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Eyes on the Sky
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Table of Contents

1: Galileo opens the sky 2: The big reflecting telescopes 3: How to build bigger telescopes 4: Stretching the spectrum: Infrared and ultraviolet. 5: Into Space 6: X-rays 7: Gamma rays and cosmic rays 8: Radio telescopes 9: Pairs and arrays 10: Millimetre waves and spectral lines 11: Opening the cosmos 12: Then, now, and tomorrow Further reading Index

About the Author

Sir Francis Graham Smith is a distinguished pioneer of radio astronomy. He was President of the Royal Astronomical Society from 1975 to 1977, and was appointed Director of the Royal Greenwich Observatory in 1976, where he was involved in setting up the Northern Hemisphere Observatory on the island of La Palma in the Canary Island. He was the thirteenth Astronomer Royal, serving from 1982 to 1990, and Physical Secretary and Vice-President of the Royal Society from 1988 to 1994. Awards for his work include the Royal Medal of the Royal Society (1987) and a knighthood in 1986. He also written several books, most recent of which is Unseen Cosmos, on the story of radio astronomy, published by OUP in 2014.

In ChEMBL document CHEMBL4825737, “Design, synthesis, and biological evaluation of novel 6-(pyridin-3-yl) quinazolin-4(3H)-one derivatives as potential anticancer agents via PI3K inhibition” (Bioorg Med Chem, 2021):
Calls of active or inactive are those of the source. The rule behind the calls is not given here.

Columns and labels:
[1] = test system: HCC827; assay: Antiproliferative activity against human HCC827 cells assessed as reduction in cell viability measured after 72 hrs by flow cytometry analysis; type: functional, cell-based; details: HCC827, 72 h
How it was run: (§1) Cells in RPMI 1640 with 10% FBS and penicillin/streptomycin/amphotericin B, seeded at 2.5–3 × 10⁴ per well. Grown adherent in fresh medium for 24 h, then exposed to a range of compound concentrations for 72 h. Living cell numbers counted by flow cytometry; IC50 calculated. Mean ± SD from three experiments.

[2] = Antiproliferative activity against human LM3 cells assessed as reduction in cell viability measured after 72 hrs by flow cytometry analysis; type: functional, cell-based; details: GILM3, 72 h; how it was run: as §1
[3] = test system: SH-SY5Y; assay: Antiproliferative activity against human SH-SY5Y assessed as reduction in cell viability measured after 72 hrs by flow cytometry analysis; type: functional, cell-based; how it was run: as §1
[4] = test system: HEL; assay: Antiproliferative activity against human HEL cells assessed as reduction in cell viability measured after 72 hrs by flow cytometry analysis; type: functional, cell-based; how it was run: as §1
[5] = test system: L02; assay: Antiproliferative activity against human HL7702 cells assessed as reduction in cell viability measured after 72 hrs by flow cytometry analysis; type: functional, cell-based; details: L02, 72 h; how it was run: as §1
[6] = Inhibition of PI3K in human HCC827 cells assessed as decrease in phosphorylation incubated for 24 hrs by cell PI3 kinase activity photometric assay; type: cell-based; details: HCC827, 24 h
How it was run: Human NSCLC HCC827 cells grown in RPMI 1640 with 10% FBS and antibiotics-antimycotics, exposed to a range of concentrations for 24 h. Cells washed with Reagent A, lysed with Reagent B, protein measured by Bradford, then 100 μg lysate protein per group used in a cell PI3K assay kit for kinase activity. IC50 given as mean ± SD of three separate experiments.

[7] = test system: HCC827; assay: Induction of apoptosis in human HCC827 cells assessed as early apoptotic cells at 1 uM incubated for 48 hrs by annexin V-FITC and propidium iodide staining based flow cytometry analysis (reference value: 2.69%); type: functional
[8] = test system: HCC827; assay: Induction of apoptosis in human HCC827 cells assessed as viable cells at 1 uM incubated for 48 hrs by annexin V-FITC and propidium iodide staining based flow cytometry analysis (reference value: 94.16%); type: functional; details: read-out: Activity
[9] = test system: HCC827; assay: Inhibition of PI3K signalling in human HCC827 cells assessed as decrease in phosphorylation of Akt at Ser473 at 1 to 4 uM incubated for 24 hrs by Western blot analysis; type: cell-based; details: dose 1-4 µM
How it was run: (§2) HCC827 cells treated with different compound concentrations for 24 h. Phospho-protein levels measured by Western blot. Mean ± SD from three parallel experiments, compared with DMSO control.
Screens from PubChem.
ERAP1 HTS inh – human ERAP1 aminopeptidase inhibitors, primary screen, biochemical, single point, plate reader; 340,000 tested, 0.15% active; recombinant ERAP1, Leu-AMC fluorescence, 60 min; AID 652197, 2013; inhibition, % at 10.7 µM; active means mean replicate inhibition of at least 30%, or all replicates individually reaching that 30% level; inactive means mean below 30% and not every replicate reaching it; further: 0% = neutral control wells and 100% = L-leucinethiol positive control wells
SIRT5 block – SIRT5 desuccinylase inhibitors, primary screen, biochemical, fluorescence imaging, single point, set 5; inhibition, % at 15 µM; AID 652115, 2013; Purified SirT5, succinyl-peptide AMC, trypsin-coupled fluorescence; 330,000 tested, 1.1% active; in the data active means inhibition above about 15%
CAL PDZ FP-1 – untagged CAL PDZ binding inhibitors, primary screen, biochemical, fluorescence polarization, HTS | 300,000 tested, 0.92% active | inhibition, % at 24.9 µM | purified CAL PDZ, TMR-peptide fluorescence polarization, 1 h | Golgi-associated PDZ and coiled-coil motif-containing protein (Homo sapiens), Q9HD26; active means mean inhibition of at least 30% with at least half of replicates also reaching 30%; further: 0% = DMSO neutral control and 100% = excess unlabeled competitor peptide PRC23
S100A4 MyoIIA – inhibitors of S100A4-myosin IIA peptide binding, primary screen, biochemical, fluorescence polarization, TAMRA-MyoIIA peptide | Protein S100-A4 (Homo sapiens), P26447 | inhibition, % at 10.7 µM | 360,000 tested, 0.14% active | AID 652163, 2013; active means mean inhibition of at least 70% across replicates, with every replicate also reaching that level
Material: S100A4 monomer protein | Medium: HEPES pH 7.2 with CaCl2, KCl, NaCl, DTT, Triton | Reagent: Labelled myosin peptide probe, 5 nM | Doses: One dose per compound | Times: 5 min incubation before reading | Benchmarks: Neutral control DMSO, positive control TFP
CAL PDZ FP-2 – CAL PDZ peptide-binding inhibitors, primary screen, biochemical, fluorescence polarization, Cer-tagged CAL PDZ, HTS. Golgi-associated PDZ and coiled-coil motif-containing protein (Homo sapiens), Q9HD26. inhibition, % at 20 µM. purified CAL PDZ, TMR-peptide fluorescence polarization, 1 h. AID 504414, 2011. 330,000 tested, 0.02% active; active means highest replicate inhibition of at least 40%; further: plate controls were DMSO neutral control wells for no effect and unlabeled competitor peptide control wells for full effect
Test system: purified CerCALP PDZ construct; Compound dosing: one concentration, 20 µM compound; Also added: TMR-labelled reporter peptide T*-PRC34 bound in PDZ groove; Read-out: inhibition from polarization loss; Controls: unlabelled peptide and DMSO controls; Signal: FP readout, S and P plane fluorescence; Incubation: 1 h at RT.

Reviews

The book offers a very nice historic survey of telescopes and the related techniques for astronomical observations in all parts of the spectrum, and should be a good read for anyone interested in the subject. * Manuel Vogel, Contemporary Physics *
[T]he real fascination of the book is the way it almost incidentally highlights how dramatically science has changed in little more than 50 years. * The Wall Street Journal *
there are two aspects that are fascinating here - one is the sheer range of equipment out there ... The other bit that's even more interesting is finding out more about how these telescopes actually work * Brian Clegg, Popular Science *
If you like to build your background knowledge and have an interest in how astronomy is undertaken, rather than just the results, this is the book for you. You probably won't consider this much of a holiday read, but if, like me, you have an interest in astronomy (and probably dabbled with small telescopes in your teens) it will be irresistible. * Brian Clegg, Popular Science *
an enjoyable and informative read * Andrew May, Fortean Times *
Graham-Smith sets out things clearly and comprehensively * Steve Craggs, Northern Echo *
a valuable history * Bernie Fanaroff, Nature *
Nobody could have done a better job than Graham Smith in presenting such a balanced and clear survey of telescopes in all wavebands, and setting them in a historical context. His book will be appreciated by all astronomers. * Martin Rees *

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